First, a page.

Depression is a complex condition, and its cause can be influenced by several factors. These might range from negative life events or changes in your life, brain chemistry, your personality, or a variety of other environmental elements.
A commonly asked question revolves around the role of genetics: is depression something you can inherit? Does it run in families, and how likely are you to get depression if a family member develops it? Here, we delve into the relationship between depression and our genes, answering key questions and outlining key research in this area.
Is depression genetic?
The causes of depression have been the topic of lots of research. The current understanding of researchers in this field suggests that the answer isn’t completely clear-cut when it comes to the question of whether depression is genetic.
Some scientific studies suggest that there is a genetic component to depression. For example, a study of 1.2 million people by Yale University identified 178 gene variants linked to major depression. It’s important here to note that these genetic variants don’t equal depression directly. Our genes carry information that determines our traits, and some of these genetic variants can make certain people more susceptible to developing depressive disorders.
Genes do have an impact, but environmental factors, personal experiences, and a range of other influences can also play a role. These can also differ from person to person. In some people, biological factors may be the most significant cause of their depression, with environmental factors offering less of an impact. In others, this might be the complete opposite.
Research is still ongoing, but the consensus today is that while our genes can make us more susceptible to depression, they are not the sole determinants. Life circumstances, coping mechanisms, and even other biological factors such as hormonal fluctuations, play integral roles in the complete picture of depression.
How can we research depression and genetics?
How do researchers look into the relationship between depression and genetics? One way is by looking at twins and family studies. Identical twins share 100% of their genes, and non-identical twins share 50% of their genes. As Stanford Medicine’s research then outlines:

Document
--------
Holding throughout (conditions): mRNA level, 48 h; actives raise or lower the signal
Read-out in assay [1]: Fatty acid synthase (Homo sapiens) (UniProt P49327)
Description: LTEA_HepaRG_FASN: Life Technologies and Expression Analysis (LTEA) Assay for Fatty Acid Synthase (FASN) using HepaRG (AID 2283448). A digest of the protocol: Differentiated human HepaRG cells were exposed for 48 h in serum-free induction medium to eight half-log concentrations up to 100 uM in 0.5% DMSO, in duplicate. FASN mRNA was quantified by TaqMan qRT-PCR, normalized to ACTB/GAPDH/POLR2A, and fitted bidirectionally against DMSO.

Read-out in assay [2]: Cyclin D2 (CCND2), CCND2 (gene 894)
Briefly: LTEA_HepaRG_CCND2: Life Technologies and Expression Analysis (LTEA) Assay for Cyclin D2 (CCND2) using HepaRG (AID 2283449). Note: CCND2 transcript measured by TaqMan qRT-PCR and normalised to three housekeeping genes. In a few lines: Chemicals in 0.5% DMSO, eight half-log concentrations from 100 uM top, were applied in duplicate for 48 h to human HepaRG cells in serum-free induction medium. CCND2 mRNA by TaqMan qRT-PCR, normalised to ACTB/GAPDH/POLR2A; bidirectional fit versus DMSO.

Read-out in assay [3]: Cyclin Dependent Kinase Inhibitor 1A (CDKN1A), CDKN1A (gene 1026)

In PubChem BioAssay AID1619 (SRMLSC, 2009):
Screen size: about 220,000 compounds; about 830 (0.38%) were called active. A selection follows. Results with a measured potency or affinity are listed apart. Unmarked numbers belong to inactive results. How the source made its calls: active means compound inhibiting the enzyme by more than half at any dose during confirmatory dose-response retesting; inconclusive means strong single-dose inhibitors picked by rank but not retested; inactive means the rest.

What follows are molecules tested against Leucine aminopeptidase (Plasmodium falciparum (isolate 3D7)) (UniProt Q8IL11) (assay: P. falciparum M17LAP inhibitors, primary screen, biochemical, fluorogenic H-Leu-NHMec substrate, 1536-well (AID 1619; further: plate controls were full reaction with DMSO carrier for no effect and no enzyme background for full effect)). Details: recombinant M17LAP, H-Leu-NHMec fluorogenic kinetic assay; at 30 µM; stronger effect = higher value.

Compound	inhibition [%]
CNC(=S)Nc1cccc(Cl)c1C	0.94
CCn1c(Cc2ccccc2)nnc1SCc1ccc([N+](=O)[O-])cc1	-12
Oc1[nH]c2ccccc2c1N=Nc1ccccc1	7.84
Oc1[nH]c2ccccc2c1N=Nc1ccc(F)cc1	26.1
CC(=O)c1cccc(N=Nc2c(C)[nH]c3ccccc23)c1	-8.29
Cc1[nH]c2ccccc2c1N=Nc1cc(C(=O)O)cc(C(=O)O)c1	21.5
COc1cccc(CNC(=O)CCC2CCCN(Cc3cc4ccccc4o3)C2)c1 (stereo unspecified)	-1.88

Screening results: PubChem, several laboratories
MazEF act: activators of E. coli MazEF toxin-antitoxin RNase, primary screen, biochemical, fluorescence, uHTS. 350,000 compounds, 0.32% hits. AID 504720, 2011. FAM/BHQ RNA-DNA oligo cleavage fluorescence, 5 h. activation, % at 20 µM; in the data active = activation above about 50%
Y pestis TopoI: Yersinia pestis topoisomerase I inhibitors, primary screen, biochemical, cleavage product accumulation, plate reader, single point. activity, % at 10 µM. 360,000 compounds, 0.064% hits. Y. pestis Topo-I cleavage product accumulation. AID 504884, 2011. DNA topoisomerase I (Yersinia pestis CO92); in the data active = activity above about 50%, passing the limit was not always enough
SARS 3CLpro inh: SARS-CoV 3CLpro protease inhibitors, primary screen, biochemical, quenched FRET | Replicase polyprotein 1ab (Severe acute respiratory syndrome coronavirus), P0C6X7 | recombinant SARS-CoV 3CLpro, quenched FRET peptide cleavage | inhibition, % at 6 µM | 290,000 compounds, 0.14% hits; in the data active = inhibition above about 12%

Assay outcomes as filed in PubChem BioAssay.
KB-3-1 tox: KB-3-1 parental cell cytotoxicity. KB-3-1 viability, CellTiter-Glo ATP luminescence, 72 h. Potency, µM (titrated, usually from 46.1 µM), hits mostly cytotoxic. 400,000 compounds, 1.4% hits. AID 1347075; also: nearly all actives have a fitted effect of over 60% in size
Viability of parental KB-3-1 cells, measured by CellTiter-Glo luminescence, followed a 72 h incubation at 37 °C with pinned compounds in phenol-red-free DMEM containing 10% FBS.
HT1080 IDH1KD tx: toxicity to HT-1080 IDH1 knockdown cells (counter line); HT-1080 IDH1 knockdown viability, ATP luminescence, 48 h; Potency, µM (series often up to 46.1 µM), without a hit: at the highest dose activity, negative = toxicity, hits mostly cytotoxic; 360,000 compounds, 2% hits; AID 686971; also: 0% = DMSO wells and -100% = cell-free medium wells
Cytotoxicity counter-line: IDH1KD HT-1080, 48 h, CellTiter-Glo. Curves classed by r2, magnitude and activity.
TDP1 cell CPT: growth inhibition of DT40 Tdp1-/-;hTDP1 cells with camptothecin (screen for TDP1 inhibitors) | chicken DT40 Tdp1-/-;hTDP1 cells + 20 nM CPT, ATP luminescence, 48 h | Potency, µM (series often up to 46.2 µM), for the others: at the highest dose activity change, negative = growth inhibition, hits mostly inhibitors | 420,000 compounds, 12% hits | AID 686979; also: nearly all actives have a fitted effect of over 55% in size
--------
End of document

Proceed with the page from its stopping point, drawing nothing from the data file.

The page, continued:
“If genes are part of the cause, we expect a patient’s identical twin to have a much higher risk of disease than a patient’s non-identical twin. That is the case for major depression. Heritability is probably 40-50%, and might be higher for severe depression.”
From this, researchers suggest two things. One, is that cases of depression could be 50% genetic causes and 50% environmental or other causes. It might also mean that some cases of depression are entirely genetic, while others are solely caused by things that aren’t related to genes.
For instance, traumatic life events, prolonged stress, certain physical illnesses, and medications can act as triggers in those who are genetically vulnerable. These two areas interact with one another to affect the onset and course of depression.
Can you be born with depression?
If depression does have a genetic component, it naturally raises questions about whether you’re born with depression if you have the associated genes.
Firstly, it's important to note that no one will be born showing the clinical symptoms of depression, as understood in adults or older children. The emotional range and cognitive understanding of babies and toddlers are vastly different from that of older people.